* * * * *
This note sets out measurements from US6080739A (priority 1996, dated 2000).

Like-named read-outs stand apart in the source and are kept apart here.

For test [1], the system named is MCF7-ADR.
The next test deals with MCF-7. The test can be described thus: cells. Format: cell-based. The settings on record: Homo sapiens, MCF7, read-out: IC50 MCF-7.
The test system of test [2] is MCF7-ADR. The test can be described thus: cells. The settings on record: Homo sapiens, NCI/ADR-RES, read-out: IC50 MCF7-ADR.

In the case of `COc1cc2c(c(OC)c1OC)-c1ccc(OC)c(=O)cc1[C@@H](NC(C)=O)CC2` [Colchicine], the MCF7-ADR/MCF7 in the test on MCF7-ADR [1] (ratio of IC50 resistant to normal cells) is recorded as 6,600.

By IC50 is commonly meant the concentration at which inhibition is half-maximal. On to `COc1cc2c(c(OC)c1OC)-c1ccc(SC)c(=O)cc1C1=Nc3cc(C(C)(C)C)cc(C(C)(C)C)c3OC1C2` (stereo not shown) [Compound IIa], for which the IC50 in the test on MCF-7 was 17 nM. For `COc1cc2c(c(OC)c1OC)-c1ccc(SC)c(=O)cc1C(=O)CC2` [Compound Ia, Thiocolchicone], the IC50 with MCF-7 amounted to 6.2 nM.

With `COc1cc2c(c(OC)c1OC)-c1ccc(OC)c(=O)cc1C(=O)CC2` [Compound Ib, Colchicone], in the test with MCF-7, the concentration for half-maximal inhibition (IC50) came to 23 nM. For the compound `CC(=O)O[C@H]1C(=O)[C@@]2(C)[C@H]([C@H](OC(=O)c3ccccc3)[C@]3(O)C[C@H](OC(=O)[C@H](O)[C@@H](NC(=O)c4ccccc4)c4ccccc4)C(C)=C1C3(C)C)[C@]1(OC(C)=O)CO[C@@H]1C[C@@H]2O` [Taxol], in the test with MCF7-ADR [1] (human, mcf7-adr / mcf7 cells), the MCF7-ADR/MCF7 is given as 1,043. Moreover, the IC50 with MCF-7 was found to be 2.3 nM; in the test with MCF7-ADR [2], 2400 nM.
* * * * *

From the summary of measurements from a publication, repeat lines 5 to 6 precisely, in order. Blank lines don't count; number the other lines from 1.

The test system of test [2] is MCF7-ADR. The test can be described thus: cells. The settings on record: Homo sapiens, NCI/ADR-RES, read-out: IC50 MCF7-ADR.

In the case of `COc1cc2c(c(OC)c1OC)-c1ccc(OC)c(=O)cc1[C@@H](NC(C)=O)CC2` [Colchicine], the MCF7-ADR/MCF7 in the test on MCF7-ADR [1] (ratio of IC50 resistant to normal cells) is recorded as 6,600.